Financial Inclusion in Action

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Agent Networks In India – How Mandates Have Influenced the Landscape

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There is a key difference in how the Digital Financial Services (DFS) market in India has evolved when compared to other countries. While in most countries the expansion of DFS along with agent networks has been driven by profit, the growth of DFS in India has essentially been the result of government mandates. The mandates… Continue reading

Thoughts on DFS in “Europe Minus Infrastructure” – DRC!

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“Europe minus infrastructure”? This was the term that James Mwangi, CEO of Equity Group, used in an Equity Group briefing when describing and explaining Equity Banks’ move into DRC by purchasing ProCredit Bank Congo.  I have been thinking about which country might be the following some of the leading digital financial services (DFS) countries like… Continue reading

Keeping the Channel Happy for Quick Scale-up: A Case from the Mumbai Remittance Market

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Remittances have emerged as the most common anchor product offered by alternate banking channels, (banking channels used by the unbanked such as money transfer agents), particularly in large Indian cities like Delhi and Mumbai. Huge unmet demand for sending money home efficiently and quickly, combined with willingness to pay for the service, has made over… Continue reading

How Many Accounts Does A Man Have To Open To Be Financially Included?

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It was a hot afternoon during one of our recent agent network assessment studies, when I got the opportunity to meet Raju. He seemed no different from the typical participants in our focus group discussions in Bihar. A farmer somewhere in his middle 30s, thin and frail, wearing a half-sleeved ‘baniyan’ (vest) and pants with… Continue reading

Market Readiness for Mobile Money Interoperability

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Interoperability of mobile financial services potentially offers great benefits for the wider ecosystem. The value to consumers is obvious. This, in turn, leads to wider adoption; higher transaction volumes; greater velocity of money in the ecosystem; all of which are advantageous to service providers. It is now well established from both MicroSave’s Helix Institute of Digital Finance and CGAP studies that… Continue reading

Draft Branchless Banking Regulations in Indonesia – A Review

The Government of Indonesia has been proactive in its efforts to extend formal financial access to the unbanked and under-banked sections of the society. The release of draft regulations on branchless financial services for financial inclusion by Otoritas Jasa Keuangan (OJK – the financial services authority that regulates and supervises financial services activities in banking,… Continue reading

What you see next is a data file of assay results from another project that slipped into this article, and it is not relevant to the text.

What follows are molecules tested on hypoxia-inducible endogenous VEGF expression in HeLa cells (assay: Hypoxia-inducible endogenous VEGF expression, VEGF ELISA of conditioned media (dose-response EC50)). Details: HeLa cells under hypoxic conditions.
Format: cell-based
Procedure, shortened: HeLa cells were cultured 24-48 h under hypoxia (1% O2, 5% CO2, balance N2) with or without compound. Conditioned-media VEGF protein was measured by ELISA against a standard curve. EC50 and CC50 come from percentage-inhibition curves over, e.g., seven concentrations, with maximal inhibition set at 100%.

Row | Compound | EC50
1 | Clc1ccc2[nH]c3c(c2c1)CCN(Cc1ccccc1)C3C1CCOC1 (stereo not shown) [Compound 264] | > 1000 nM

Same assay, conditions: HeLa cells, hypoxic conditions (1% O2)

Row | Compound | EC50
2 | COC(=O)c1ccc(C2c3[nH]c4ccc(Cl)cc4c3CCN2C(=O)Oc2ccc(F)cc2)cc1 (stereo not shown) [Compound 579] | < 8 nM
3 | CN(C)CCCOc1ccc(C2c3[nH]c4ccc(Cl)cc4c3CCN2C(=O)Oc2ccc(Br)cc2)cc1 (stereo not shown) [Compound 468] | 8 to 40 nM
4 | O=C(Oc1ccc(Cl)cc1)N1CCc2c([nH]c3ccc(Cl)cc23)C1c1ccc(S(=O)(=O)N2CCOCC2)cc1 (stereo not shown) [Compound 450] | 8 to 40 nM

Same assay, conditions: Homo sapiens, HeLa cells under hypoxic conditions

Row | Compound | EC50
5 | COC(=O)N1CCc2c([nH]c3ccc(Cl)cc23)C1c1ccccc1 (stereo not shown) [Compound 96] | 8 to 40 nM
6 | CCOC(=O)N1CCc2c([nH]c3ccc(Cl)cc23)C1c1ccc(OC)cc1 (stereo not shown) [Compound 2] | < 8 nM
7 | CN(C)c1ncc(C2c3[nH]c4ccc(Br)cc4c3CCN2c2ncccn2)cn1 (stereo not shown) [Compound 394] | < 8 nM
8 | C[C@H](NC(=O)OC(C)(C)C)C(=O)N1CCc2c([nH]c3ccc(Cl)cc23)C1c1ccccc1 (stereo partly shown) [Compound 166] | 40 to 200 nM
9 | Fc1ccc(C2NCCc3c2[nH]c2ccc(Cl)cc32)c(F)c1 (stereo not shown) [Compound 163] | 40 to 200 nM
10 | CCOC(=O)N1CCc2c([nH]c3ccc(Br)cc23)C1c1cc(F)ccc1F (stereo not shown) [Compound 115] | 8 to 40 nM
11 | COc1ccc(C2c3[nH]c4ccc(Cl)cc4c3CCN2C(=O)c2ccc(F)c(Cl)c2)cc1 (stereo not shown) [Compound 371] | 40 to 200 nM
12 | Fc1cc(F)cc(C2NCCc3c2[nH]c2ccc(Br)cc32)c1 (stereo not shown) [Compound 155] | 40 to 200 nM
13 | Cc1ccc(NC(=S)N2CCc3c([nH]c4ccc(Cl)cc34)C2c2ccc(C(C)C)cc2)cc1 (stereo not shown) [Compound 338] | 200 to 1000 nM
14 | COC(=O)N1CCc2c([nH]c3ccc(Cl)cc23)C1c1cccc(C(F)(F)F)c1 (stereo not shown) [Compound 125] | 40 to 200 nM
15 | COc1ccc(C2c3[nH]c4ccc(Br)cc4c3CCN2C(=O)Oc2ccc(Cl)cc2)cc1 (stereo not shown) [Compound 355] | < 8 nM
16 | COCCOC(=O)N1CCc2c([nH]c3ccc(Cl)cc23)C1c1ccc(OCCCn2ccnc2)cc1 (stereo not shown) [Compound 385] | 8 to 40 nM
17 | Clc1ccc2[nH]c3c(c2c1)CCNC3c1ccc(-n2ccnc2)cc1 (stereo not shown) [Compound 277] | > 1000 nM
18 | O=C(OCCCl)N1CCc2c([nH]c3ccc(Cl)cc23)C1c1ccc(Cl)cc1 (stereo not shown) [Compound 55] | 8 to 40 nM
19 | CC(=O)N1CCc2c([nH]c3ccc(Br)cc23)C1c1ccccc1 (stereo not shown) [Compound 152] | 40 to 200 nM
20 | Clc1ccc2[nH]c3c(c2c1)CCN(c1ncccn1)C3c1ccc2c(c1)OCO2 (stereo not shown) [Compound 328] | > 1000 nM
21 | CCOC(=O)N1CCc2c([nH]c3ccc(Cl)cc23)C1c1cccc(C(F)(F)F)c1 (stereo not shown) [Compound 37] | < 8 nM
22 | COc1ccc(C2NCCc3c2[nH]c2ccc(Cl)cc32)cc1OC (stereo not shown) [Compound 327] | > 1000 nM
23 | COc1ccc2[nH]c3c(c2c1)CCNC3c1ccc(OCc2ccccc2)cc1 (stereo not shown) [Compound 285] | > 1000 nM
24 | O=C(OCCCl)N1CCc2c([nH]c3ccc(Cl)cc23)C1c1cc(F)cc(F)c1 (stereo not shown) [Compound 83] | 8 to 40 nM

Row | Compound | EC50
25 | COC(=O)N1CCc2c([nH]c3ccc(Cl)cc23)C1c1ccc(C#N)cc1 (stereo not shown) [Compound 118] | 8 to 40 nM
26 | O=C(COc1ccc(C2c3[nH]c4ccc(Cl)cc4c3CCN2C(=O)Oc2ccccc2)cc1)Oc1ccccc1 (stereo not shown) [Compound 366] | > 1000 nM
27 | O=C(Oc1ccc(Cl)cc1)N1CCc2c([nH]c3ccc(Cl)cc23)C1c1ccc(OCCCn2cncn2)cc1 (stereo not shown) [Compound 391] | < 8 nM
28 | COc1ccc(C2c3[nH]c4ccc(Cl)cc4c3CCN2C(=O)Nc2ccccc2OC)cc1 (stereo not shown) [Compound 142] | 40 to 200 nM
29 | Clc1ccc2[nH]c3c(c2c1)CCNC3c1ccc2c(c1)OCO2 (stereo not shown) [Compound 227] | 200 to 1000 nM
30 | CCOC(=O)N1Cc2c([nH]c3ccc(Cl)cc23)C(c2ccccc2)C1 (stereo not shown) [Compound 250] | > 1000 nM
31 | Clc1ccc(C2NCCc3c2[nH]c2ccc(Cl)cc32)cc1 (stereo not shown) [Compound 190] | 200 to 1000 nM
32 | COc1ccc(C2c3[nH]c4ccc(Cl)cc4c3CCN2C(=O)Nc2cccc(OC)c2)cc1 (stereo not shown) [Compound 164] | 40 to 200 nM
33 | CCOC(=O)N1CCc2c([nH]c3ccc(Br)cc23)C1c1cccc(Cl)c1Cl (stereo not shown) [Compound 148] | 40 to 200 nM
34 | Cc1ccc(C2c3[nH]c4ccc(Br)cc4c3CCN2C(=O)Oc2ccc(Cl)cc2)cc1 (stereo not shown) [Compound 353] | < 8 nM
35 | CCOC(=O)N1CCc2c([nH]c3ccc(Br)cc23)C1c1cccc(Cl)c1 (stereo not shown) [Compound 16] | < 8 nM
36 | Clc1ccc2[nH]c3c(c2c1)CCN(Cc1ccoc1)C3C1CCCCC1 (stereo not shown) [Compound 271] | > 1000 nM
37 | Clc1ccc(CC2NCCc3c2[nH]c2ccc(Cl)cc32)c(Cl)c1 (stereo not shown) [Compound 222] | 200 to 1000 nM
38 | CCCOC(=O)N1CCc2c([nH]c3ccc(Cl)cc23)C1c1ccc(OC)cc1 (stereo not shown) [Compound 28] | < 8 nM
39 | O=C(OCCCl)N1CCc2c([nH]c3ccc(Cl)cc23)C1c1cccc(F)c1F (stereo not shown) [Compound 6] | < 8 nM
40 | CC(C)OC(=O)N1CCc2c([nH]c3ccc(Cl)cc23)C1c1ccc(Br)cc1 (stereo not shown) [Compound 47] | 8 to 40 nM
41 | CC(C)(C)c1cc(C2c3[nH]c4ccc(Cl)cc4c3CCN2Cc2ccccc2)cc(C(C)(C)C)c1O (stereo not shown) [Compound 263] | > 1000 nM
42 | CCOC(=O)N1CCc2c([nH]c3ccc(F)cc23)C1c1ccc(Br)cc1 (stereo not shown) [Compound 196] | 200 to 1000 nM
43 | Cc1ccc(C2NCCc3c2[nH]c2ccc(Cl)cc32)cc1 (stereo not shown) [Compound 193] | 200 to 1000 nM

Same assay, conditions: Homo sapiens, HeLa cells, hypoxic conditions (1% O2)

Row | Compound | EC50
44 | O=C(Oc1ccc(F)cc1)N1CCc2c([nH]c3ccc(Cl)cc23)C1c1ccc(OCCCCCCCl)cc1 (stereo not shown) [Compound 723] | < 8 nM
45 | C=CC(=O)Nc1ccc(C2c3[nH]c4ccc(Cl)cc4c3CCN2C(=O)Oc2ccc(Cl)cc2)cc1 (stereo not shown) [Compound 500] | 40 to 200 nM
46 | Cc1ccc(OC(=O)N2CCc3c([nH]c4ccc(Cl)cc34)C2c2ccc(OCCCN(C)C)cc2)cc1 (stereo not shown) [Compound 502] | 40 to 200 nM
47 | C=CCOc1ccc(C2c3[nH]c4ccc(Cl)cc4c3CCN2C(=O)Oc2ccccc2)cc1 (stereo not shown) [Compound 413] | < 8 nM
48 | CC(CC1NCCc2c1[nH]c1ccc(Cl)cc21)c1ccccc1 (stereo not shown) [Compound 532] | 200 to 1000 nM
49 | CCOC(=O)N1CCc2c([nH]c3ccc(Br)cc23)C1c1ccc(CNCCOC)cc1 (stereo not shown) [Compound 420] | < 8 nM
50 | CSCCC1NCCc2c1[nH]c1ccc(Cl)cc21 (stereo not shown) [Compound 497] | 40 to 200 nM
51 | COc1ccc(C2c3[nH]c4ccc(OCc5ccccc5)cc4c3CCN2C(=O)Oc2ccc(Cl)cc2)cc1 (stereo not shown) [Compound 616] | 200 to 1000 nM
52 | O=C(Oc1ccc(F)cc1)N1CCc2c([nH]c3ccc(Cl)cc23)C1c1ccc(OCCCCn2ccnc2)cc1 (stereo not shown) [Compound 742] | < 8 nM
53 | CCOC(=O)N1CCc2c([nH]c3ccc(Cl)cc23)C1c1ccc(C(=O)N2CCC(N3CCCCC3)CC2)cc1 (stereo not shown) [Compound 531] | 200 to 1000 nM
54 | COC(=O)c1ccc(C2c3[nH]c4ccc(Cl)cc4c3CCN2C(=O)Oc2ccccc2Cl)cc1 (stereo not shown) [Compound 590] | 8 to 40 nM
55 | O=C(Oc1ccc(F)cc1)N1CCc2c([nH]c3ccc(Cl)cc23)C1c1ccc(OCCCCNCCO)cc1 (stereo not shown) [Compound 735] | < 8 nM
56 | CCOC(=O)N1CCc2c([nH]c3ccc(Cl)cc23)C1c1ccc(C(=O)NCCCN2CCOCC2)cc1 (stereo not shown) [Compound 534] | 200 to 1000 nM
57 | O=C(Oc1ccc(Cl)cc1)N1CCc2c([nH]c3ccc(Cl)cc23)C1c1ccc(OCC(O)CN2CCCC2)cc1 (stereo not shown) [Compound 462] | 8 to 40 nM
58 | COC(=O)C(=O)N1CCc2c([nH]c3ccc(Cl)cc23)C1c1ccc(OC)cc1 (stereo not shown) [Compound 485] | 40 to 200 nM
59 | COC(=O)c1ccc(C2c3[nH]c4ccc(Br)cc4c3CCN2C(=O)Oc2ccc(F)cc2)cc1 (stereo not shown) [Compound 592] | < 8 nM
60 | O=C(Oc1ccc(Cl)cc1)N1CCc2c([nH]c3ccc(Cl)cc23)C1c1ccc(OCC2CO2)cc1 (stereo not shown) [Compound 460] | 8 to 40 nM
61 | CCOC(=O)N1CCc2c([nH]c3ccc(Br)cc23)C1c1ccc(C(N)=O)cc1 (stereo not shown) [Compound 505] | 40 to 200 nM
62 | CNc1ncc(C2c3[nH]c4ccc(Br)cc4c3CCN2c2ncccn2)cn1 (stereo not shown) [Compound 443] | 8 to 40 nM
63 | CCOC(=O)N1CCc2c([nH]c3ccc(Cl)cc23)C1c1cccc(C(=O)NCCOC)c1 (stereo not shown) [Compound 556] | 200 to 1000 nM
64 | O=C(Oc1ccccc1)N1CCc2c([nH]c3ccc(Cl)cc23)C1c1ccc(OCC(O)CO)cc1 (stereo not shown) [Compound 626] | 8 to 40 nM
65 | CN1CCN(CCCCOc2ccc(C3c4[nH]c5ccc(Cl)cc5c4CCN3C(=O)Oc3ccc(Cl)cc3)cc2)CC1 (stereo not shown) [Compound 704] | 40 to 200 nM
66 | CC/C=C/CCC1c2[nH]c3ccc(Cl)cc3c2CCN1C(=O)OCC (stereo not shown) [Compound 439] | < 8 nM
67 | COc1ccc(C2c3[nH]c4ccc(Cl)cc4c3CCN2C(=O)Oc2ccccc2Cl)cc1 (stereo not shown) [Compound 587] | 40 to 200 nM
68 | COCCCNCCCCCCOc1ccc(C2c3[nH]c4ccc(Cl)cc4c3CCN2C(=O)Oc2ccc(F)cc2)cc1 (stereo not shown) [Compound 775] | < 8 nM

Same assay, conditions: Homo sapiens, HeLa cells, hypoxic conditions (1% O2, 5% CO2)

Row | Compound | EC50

Does the New Inclusion Scheme Risk Adding a Rs. 1,000 Billion Subsidy Burden?

The Prime Minister is all set to announce a mega new programme on financial inclusion on India’s Independence Day. The Department of Financial Services, Ministry of Finance, is busy shaping the ‘Sampoorn Vittiyea Samaveshan (SVS)’ (Comprehensive Financial Inclusion) scheme in consultation with bankers. Anyone closely associated with the financial inclusion space will worry that without very… Continue reading

Several Times Bitten: Still Not Shy?

The intention to provide at least two accounts to each household in the next one year is welcome. But the question in everybody’s mind is: how will the target be achieved, and what will be the status of these accounts at the end of this exercise? The target itself is ambitious: we want to open… Continue reading

Building and Sustaining Agent Networks – Evidence from Indonesia

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Indonesia is the world's fourth most populous democracy with a population of 238 million people. An archipelago with more than 17,500 islands, the country is rich in cultural, ethnic, religious and linguistic diversity. However, access to formal financial products/services still remains elusive for most people. According to World Bank estimates only 20% of Indonesians (above 15 years)… Continue reading

The Mor Committee Report – Will Payment Banks Be Revolutionary or Evolutionary?

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One of the more debated aspects of the Mor Committee’s report on “Comprehensive Financial Services for Small Businesses and Low Income Households” is the proposal for the new class of banks, in particular the “Payments Banks”. While it is probably a stretch to assert that this is an “incremental step” from the existing (Pre-Paid Instrument… Continue reading